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Bendix shares common brake job oversights

Technical Bulletins

Jan 16, 2023

Given how vital a vehicle’s braking system is to the safety of the driver, occupants and other road users, it’s critical that all aspects of brake servicing, maintenance, repair and replacement is carried out with care.

The following are a few points to consider when undertaking a brake job, whether changing brake pads, disc brake rotors, drums and shoes, or doing more complex component rebuilds, often it’s the small things that can be overlooked.

It's critical that all aspects of brake servicing, maintenance, repair and replacement is carried out with care.

Inspect thoroughly

Although the primary focus might be to fit a new set of pads or disc brake rotors, while the wheels are off, the opportunity should be taken to thoroughly inspect the entire braking system and other hard to access components. This could include sighting and feeling the brake hoses for cracks, deformities, or connector corrosion.

While doing this, if the rotor hubs are showing signs of corrosion, now’s the perfect chance to clean them. Surface rust can form at the hub face where the rotor sits, and if the corrosion isn’t removed, once the new rotor is fitted, it may not sit properly – this could result in vibration when driving. Cleaning the rotor hub is a quick an easy job using sandpaper, steel wool or a wire brush.

Also take this opportunity to inspect wheel stud threads to ensure they’re free of corrosion – if they’re a bit rusty, tackle them with a wire brush, this will ensure that the nuts can easily be tightened and loosened when required. Once cleaned, if the nuts don’t turn smoothly inspect to make sure the studs have not been cross threaded. Cross threading will impact how well the nuts (and wheel) can be tightened. Studs will need to be replaced if damaged.

If the rotor hubs are showing any sign of corrosion, now's the perfect time to give them a clean.

For newer vehicles with ABS, check the ABS sensor. This system works by reading imprints in the rotor, so it’s important that this sensor is clean. The majority of ABS sensors are located at the wheel hub, meaning they’re prone to dirt and road grime. If they do look dirty, clean with Bendix Cleanup.

Check lubrication

Sliding pins and boots are other items that can sometimes be overlooked. The sliding pins play a critical role in the brake caliper’s operation and should slide freely, if they’re stiff this may result in the caliper not fully releasing which can cause a vehicle to pull in the direction of the engaged rotor. As well as being dangerous, this can increase fuel consumption.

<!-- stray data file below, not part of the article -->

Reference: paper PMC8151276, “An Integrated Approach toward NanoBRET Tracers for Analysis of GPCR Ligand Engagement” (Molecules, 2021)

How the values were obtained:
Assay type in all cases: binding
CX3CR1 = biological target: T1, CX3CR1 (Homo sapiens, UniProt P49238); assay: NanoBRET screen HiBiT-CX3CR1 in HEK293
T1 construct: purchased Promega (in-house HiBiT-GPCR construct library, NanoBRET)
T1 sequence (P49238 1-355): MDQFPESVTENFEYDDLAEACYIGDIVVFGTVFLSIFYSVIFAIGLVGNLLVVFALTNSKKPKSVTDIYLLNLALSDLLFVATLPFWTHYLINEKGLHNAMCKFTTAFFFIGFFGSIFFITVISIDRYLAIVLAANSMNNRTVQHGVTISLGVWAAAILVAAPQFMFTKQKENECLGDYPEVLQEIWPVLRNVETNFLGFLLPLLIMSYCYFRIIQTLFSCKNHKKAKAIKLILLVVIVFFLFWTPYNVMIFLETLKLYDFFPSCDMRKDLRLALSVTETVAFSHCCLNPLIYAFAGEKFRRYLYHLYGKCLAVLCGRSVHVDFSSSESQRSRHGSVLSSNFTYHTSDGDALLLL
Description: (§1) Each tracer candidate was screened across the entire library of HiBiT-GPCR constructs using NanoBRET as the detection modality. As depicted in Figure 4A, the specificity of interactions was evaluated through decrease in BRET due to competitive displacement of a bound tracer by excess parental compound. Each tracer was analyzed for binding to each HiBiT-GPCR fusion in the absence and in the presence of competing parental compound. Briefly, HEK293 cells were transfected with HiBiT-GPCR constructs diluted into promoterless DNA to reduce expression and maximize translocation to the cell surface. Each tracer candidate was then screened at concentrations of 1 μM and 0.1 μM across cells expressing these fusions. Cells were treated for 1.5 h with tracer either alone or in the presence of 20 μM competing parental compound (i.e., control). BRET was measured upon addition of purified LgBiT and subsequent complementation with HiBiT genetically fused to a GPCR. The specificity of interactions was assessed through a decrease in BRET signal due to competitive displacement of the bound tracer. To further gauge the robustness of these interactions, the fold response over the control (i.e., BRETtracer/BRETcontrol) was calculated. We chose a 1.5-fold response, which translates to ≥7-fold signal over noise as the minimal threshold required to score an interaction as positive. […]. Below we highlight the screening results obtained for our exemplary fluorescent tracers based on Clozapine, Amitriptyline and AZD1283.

Remember to check lubrication, including sliding pins and boots.

If the sliding pins and boots appear damaged, they should be replaced. If the sliding pins look serviceable, they may just need lubricating which is a simple job using brake lube such as Bendix Ceramasil.

Bedding in (not needed with Bendix)

Depending on the brake pads chosen, ‘bedding in’ may be needed – during this process dirt and debris from the rotor surface is removed and a thick layer of brake pad compound is transferred to the surface of the rotor. Failing to undertake this procedure – which involves a series of warm-up and then aggressive braking applications – can result in uneven pad depositions on the rotor surface, and will feel like the rotors are warped.

To avoid this, select Bendix brake pads. Bendix pads feature a ‘Blue Titanium Stripe’, which is designed to rapidly mate with the rotor when brakes are first applied. Full braking performance is achieved instantly, eliminating the need for you to bed in, saving considerable time.

Don’t forget the brake fluid

Brake fluid plays an important role in a vehicle’s braking system but is often forgotten. It ensures that braking force from the pedal and brake master cylinder is transferred to the brake calipers, to bring the vehicle safely to a standstill. If replacing worn brake pads, the brakes should then be bled to ensure there’s no air trapped in the brake lines.

Don't forget the brake fluid, it should be periodically monitored and changed to ensure good braking force.

The brake fluid should be periodically monitored and changed in keeping with recommendations in the vehicle’s service manual. For more detailed information about the role of brake fluid and which one to choose, visit Bendix feature article: www.bendix.com.au/bendix-news/bendix-explains-brake-fluid-and-which-one-to-choose

With these additional boxes ticked off the brake job checklist, the vehicle should be good to go for many more kilometres.

For further information:

For more information free call the Bendix Brake Advice Centre on 1800 819 666 or +61 3 5327 0211 from overseas (8am-5pm Monday to Friday EST), e-mail us at: brakeadvicecentre@bendix.com.au or visit our website www.bendix.com.au

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